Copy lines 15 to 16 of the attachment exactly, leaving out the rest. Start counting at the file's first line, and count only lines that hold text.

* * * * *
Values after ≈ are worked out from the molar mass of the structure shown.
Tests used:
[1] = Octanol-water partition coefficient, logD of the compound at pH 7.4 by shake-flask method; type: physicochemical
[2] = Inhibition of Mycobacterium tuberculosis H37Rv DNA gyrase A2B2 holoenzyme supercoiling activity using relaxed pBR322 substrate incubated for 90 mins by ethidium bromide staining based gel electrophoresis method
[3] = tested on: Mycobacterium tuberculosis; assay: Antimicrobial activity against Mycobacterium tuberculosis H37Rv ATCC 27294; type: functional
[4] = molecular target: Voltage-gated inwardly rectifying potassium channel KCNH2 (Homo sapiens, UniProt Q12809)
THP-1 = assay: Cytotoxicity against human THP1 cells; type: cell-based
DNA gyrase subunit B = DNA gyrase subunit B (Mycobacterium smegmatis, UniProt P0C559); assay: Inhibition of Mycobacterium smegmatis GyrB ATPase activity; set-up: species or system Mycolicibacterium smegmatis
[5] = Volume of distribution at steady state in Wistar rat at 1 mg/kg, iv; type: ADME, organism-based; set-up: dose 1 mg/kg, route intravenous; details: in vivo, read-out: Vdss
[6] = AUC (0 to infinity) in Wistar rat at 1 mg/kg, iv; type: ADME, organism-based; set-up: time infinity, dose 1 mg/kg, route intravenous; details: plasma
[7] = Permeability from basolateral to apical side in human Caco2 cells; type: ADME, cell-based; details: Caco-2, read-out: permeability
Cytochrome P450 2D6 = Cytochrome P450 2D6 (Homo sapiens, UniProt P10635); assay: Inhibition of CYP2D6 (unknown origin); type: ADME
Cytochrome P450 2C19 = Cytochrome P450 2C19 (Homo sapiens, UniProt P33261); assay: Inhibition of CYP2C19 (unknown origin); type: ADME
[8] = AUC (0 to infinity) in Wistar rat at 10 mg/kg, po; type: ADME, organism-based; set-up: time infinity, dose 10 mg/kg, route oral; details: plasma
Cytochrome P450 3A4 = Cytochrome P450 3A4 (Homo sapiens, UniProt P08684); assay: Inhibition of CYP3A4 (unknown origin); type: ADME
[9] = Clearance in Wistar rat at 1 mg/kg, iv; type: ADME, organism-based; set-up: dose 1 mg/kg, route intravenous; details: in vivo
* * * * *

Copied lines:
Cytochrome P450 3A4 = Cytochrome P450 3A4 (Homo sapiens, UniProt P08684); assay: Inhibition of CYP3A4 (unknown origin); type: ADME
[9] = Clearance in Wistar rat at 1 mg/kg, iv; type: ADME, organism-based; set-up: dose 1 mg/kg, route intravenous; details: in vivo